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Home Editorials of Interest Taipei Times Who could be ‘Taiwan’s Russia’?

Who could be ‘Taiwan’s Russia’?

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Two current democracies, Mongolia and Taiwan, opposites in size and population, have a strange, intertwined past. Mongolia is now the world’s 19th largest state in area, but ranks 140th in population. Diminutive Taiwan barely makes 137th by area, yet it ranks 51st in population. However, their polar fate runs deeper and involves a shifting relationship vis-a-vis the nebulous character of what is or can be defined as “one China.”

The current twist in this relationship started in 1911. At that time, the island of Taiwan was part of Japan, but on the Asian continent, a developing Republic of China (ROC) — one which would ironically later be forced to seek refuge in Taiwan — declared a rebellious independence from the Manchu Qing Empire.

As the Qing Empire broke apart, Mongolia followed suit and declared independence from China. Unfortunately, it soon found that the formative ROC claimed Mongolia as part of its territory. ROC forces invaded Mongolia. Russia, which would have its own revolution in 1917, stepped in and ironically became responsible for making Mongolia the independent nation it is today. Aided first by White Russians against the Chinese and then by Red Russians, Mongolia broke free and declared a second independence in 1921.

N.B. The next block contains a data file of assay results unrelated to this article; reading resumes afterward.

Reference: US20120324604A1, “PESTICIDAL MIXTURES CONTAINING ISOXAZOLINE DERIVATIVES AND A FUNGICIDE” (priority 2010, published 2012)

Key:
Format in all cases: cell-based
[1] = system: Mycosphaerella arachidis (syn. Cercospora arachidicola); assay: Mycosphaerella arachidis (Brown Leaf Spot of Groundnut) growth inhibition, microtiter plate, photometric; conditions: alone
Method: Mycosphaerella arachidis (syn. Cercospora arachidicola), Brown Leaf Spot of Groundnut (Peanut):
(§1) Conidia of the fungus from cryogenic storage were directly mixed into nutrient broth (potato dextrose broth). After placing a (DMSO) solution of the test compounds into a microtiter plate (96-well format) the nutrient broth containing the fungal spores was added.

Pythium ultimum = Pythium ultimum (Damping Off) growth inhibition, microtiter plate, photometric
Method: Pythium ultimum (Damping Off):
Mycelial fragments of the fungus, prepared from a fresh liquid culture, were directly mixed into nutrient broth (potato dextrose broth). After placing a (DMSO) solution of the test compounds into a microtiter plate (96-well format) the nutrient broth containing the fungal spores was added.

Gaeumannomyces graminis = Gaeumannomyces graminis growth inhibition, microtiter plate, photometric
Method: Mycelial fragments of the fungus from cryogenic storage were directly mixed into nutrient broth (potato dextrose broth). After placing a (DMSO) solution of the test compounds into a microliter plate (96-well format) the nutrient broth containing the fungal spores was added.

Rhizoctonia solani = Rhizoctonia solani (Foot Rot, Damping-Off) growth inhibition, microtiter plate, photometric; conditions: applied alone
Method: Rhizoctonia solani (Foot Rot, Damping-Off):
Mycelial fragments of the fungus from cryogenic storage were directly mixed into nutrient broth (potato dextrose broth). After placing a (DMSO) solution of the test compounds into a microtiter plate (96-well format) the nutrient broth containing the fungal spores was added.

Another player, the Chinese Communist Party (CCP), founded in 1921, would soon enter and have a part in this developing scenario. The CCP became involved in an on-again, off-again civil war with the Chinese Nationalist Party (KMT) for control of China. They won that civil war and established the People’s Republic of China (PRC) in 1949. While the KMT’s ROC retreated to Taiwan, the PRC ruled China and, despite its 1921 origin, would still trace its roots to the 1911 uprising.

To complicate matters for Mongolia and Taiwan, a cliched canard of Han hegemony developed and has been used against each at different times by PRC and/or ROC proponents. That cliche would claim that Mongolia and Taiwan are “inalienable parts of China,” parts of the “motherland from time immemorial.”

If one would pursue this twisted form of logic, Mongolia might have the “greater claim” to be a “time immemorial part of China.” For after Genghis Khan unified the Mongols in 1206, he and his successors went on to conquer China and numerous other lands, creating an empire that stretched from the Korean Penninsula to the area now known as Budapest in Hungary.

When that empire was split into four Khanates, Kublai Khan eventually rose to take over the Khanate over eastern Asia. It included China, where it became known as the Yuan Dynasty. So was that Mongolia or China?

The Ming Dynasty (1368 to 1644) rose within that Mongol Khanate and chased the Mongols back to their steppes. Mongolia and Ming China then continued in separate existence and at war with each other. However, in 1644, the Manchus entered the picture. They conquered China, as well as Tibet, Xinjiang and Mongolia, and founded the Manchu Empire and its Qing Dynasty (1644 to 1911).